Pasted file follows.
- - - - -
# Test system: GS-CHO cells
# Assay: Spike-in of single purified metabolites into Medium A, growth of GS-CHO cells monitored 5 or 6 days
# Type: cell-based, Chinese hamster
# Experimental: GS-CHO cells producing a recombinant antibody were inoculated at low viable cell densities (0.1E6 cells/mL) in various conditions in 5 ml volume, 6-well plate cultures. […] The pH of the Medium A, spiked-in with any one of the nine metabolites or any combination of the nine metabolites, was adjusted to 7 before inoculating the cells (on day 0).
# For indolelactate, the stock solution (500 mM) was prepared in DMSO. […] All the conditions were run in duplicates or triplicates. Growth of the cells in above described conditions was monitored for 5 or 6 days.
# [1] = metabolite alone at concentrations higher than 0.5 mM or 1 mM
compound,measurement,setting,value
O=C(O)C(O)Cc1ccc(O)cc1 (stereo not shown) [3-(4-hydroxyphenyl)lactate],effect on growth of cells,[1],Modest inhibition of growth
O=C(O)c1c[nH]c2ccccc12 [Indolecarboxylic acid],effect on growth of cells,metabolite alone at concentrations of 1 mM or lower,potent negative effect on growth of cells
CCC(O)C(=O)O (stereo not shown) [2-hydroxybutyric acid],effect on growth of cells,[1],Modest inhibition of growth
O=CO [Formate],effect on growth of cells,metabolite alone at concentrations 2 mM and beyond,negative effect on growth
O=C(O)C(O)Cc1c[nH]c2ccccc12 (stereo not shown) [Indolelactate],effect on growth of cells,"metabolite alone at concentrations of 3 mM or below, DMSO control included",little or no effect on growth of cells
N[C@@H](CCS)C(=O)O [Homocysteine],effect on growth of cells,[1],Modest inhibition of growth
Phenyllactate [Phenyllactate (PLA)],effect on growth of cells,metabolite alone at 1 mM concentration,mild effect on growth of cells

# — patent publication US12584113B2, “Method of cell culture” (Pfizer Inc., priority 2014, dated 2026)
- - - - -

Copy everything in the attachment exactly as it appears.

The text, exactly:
# Test system: GS-CHO cells
# Assay: Spike-in of single purified metabolites into Medium A, growth of GS-CHO cells monitored 5 or 6 days
# Type: cell-based, Chinese hamster
# Experimental: GS-CHO cells producing a recombinant antibody were inoculated at low viable cell densities (0.1E6 cells/mL) in various conditions in 5 ml volume, 6-well plate cultures. […] The pH of the Medium A, spiked-in with any one of the nine metabolites or any combination of the nine metabolites, was adjusted to 7 before inoculating the cells (on day 0).
# For indolelactate, the stock solution (500 mM) was prepared in DMSO. […] All the conditions were run in duplicates or triplicates. Growth of the cells in above described conditions was monitored for 5 or 6 days.
# [1] = metabolite alone at concentrations higher than 0.5 mM or 1 mM
compound,measurement,setting,value
O=C(O)C(O)Cc1ccc(O)cc1 (stereo not shown) [3-(4-hydroxyphenyl)lactate],effect on growth of cells,[1],Modest inhibition of growth
O=C(O)c1c[nH]c2ccccc12 [Indolecarboxylic acid],effect on growth of cells,metabolite alone at concentrations of 1 mM or lower,potent negative effect on growth of cells
CCC(O)C(=O)O (stereo not shown) [2-hydroxybutyric acid],effect on growth of cells,[1],Modest inhibition of growth
O=CO [Formate],effect on growth of cells,metabolite alone at concentrations 2 mM and beyond,negative effect on growth
O=C(O)C(O)Cc1c[nH]c2ccccc12 (stereo not shown) [Indolelactate],effect on growth of cells,"metabolite alone at concentrations of 3 mM or below, DMSO control included",little or no effect on growth of cells
N[C@@H](CCS)C(=O)O [Homocysteine],effect on growth of cells,[1],Modest inhibition of growth
Phenyllactate [Phenyllactate (PLA)],effect on growth of cells,metabolite alone at 1 mM concentration,mild effect on growth of cells

# — patent publication US12584113B2, “Method of cell culture” (Pfizer Inc., priority 2014, dated 2026)